Monday, August 26, 2019

A RAINY DAY — Dismal?

Figure lurking behind tree?

My favorite essayist, E. B. White, once penned a short column for The New Yorker in which he reported that the weatherman had forecast the day as one that would be “rainy and dismal.” White said he regarded that forecast as one that produced the demise of the era of pure science and the dawning of the day of philosophical science. Dismal? Perhaps for the philosophizing forecaster. White further said that this forecast showed the weatherman had been spending too much time indoors and “to the intimates of rain, no day was dismal and a dull sky is as plausible as any other.”

Today is a rainy day on The Mountain here at Sewanee, but it isn’t a dismal one. The plants have been thirsty for far too long, the last of the corn crop in the valley needs watering, and I’m not into predicting the impact of rain on the human spirit like the weatherman in New York. The stony ground here is drinking noisily. Unlike the muddy ground of my native Louisiana, we seldom experience flooding at Sewanee, but continuous, heavy rain sometimes causes trees to loosen their roots and fall.

I looked out this morning and saw darkened tree trunks, thinking how happy they appeared to be after showering all night. At breakfast, I went to the dining room window and saw what seemed to be a shrouded figure hiding behind a white oak, but the dark figure turned out to be only part of the tree that had lost a branch. (Evidently, we’ve been watching too many mysteries on television that probably influenced my first impression of a figure lurking behind the tree).

I looked for birds that seemed to have disappeared from our yard during the last few weeks and which we’ve tried to lure on site with filled bird feeders, but they’re still absent from the woods behind us. Yesterday, we saw two giant crows grazing in the back yard and wondered if they had scared the smaller birds away just as they’d attacked a squirrel on the fence. My friend Susan Entsminger in Colorado says that perhaps the birds have begun their winter migration already, and I’m hoping that such a natural occurrence has taken them away.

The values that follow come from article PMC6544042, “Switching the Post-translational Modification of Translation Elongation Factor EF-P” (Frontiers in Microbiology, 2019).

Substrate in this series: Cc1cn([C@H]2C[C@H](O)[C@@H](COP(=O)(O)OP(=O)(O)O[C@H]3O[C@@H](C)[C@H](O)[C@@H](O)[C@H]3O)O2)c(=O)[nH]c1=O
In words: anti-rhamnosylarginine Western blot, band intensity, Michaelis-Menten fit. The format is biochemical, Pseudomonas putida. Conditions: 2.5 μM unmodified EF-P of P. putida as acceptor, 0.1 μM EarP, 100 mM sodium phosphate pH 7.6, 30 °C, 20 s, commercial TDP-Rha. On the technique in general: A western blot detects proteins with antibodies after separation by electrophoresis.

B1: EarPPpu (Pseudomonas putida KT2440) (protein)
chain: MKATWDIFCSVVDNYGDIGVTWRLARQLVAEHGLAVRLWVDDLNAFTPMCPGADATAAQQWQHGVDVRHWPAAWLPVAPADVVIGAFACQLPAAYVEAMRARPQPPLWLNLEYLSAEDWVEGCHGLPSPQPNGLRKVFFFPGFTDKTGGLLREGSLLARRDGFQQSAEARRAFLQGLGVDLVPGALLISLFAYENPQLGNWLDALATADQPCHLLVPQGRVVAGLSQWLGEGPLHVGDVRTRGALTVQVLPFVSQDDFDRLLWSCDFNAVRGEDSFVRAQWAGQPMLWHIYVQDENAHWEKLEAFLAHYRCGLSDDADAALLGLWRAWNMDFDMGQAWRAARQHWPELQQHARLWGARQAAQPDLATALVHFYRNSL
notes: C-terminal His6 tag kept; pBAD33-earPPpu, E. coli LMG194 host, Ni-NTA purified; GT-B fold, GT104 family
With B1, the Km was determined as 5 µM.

Sister Hannah at the Convent of St. Mary asked for permission to read one of my bird poems for an environmentalist program she’ll coordinate this winter while we’ve flown further south, and I was pleased to pass it on after she reminded me the poem had appeared in my book, All Love. It’s called “Watching the Wrens”:

Where have they gone?
Infant wrens, directionless,
fluttering into a blue ocean,
their mother pushing, telling them
to expect welcomes from the unseen.

The nest now an untidy hanging,
twigs, leaves, declarations of love
twisting in the wind
beneath green painted eaves,
secure and shadowy.

Them thinking how good it was
to be fed, making noises
to call someone home,
hoping nothing would change
if they opened their beaks

and received the message:
soon she will let you go,
and you must let her go,
singing as if you knew
where you are going… 

1 comment:

Jo Ann Lordahl said...

Terrific. As usual Jo Ann